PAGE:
King Tut is a wild cat hybrid. Big Cat Rescue (BCR) have decided that King Tut is a Savannah cat but they weren’t sure and they still might not be sure because his appearance, to me, is not a classic high filial Savannah cat appearance. And King Tut looks a little bit like a high filial Chausie which is a cross between a jungle cat and a domestic cat. As you might know, the high filial Savannah cat is a cross between a serval and a domestic cat. And the phrase “high filial” in this instance refers to F1 or F2. It is perhaps fair to say that King Tut falls between a Chausie and a Savannah cat. Perhaps he is a Savannah crossed with a Chausie?
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With these high filial cats, you have more wild cat in them, obviously, and therefore their behaviour is more like a wild cat species. But the story of King Tut is interesting and sad I would say. The first problem is that it is not clear what kind of hybrid he is.
He started his life somewhere and BCR don’t have the history of this cat. All they know is that he was trapped by animal control because no one claimed him. He was with a Bengal cat. King Tut was driven to BCR by the Audubon Society to see what they thought.
BCR described King Tut as “an unknown mix but closely resembles a jungle cat”. They described his behaviour as “not as friendly” as the Bengal cat which meant it was difficult to home him.
And by “not as friendly” I would take that as meaning more wild and therefore more difficult to integrate into a human home as a domestic cat. This led me to believe that this is an F1 Chausie or F1 Savannah. Savannah cats are meant to have markings which are reminiscent of the serval which is a spotted coat. The jungle cat does not have a spotted coat but of course when you create a hybrid you incorporate within that cat the coat of the domestic cat who was chosen to mate with the jungle cat. And I suspect that in this instance it was a spotted tabby cat.
My gut feeling is (and I could well be wrong) that King Tut is a F1 Chausie. They can be very active. And quite difficult to live with. I remember Helmi Flick, the cat photographer, and her husband Ken, adopting a F1 Chausie some years ago and they found it impossible to live with the cat. Too active and too dynamic. Ken described the cat as if they were on crack cocaine!
A sad aspect of King Tut at BCR is that he was and is not well. In the video the veterinarian describes a neurologic condition to do with the central nervous system, which is causing clear symptoms. He has been through various examinations and tests including a test of the spinal fluid as far as I can tell. He’s been on steroids and vitamins.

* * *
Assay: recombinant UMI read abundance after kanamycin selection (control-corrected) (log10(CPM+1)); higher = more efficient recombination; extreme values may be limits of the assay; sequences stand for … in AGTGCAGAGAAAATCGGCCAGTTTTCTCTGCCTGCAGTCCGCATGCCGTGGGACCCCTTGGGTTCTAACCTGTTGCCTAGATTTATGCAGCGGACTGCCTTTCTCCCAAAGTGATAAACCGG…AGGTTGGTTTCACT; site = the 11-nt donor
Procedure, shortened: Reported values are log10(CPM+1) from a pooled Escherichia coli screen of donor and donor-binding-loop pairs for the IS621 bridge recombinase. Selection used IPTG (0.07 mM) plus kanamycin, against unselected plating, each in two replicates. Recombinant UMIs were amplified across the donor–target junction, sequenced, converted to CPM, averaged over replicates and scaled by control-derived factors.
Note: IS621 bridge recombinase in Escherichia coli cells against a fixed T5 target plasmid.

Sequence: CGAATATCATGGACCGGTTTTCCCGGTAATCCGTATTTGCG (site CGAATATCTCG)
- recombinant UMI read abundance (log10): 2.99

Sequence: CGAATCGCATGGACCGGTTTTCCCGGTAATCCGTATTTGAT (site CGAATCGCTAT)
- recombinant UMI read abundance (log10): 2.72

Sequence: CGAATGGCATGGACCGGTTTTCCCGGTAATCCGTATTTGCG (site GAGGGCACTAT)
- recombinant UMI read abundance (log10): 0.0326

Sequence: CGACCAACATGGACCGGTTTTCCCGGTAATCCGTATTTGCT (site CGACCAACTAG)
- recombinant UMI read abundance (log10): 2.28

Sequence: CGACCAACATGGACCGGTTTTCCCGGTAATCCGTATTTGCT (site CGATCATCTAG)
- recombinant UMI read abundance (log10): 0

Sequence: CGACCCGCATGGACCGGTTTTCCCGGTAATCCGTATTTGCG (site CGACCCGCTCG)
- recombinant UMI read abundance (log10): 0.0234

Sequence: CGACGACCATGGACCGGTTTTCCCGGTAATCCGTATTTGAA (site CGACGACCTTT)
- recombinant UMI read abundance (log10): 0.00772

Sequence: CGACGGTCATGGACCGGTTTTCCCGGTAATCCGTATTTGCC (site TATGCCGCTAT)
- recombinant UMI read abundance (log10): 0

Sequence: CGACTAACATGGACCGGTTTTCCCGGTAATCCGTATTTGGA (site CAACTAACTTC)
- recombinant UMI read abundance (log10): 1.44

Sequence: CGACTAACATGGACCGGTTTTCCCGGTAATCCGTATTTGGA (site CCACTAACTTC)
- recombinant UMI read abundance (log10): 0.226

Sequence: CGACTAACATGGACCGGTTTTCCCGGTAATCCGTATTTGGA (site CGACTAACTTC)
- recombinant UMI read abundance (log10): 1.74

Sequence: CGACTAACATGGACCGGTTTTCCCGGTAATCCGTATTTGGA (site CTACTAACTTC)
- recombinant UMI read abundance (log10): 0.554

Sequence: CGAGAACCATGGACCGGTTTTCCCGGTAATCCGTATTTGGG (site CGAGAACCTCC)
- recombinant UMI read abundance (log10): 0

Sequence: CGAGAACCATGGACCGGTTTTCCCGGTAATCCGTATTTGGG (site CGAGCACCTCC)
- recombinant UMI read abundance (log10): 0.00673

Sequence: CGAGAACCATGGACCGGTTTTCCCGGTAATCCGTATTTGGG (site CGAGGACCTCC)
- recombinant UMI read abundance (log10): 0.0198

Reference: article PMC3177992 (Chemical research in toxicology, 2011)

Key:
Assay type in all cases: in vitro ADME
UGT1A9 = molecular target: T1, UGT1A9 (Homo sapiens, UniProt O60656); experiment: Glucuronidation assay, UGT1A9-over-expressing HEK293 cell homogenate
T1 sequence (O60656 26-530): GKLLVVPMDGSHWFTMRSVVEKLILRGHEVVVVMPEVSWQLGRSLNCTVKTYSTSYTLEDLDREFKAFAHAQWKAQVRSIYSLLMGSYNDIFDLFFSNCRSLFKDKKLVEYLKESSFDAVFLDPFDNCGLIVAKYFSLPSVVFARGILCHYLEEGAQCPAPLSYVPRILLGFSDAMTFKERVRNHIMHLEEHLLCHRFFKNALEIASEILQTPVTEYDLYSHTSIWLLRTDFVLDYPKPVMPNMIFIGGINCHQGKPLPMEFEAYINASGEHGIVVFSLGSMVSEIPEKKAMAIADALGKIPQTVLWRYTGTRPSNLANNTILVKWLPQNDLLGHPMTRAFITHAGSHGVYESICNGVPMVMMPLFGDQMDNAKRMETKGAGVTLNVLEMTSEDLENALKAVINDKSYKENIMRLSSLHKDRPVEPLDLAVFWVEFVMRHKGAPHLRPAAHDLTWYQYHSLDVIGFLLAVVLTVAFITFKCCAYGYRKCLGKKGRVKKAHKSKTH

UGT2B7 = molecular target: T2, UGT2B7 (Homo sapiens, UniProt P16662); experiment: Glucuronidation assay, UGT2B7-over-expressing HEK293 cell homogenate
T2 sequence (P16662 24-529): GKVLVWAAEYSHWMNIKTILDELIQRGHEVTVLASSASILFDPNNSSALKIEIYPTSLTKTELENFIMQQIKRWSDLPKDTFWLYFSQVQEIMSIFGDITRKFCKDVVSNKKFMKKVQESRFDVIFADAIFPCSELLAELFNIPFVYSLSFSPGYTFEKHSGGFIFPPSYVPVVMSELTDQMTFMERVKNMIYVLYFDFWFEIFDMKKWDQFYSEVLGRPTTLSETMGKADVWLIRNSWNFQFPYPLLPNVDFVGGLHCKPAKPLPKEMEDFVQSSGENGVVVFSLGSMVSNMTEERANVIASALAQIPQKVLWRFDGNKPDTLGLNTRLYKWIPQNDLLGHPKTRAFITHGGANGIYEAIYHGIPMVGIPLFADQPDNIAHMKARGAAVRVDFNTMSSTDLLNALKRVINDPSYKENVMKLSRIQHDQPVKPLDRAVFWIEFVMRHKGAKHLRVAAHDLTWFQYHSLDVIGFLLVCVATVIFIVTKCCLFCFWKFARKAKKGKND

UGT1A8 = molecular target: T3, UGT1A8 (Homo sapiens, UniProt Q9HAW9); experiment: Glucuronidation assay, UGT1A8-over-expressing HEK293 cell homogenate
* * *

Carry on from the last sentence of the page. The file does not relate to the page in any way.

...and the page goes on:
I take these to be general treatments because the veterinarians don’t know what the problem is. Steroids and vitamins help to boost a feeling of well-being and general health. But they are unspecific.
As at the date of this post, May 5, 2022, I don’t have an update on King Tut’s health. I must say, judging by the report from BCR on November 20 30,019, that his prognosis did not look good. His health looked shaky.
Note: This is an embedded video from another website. Sometimes they are deleted at source or the video is turned into a link which stops it working here. I have no control over this.
But perhaps the interesting aspect of King Tut’s life is that he was abandoned. We don’t know the name of owner who abandoned King Tut and the Bengal cat. He had to be rescued and he appears to have a serious health problem which may be an inherited condition. His behaviour is unsuitable for rehoming it seems. He will have to live at BCR has a wild cat. The point that I’m getting to is that King Tut should not have come into existence. He’s probably felt miserable and a lot of money has been spent on him. It’s been a mistake.
BCR have behaved impressively. The concern and money that goes into one cat is pretty inspiring. They must have enormous expenditure which is the reason why Carole Baskin is constantly raising money. And she does a wonderful job of it. She is enormously competent and a very good speaker. It takes someone like that to keep BCR afloat.
Carole Baskin has made it clear in previous pronouncements and interviews that she is very much against the creation of wild cat hybrids. The sad story of King Tut is a good example as to why.
Personally, I am with PETA on this. I think humankind needs a complete rejigging of their culture in relation to the possession and ownership of exotic creatures. It doesn’t matter whether they are cats or any other species. Humans are too obsessed with possession of the exotic and this extends to inanimate objects as well. I don’t like it. It is ultimately destructive and highly self-indulgent.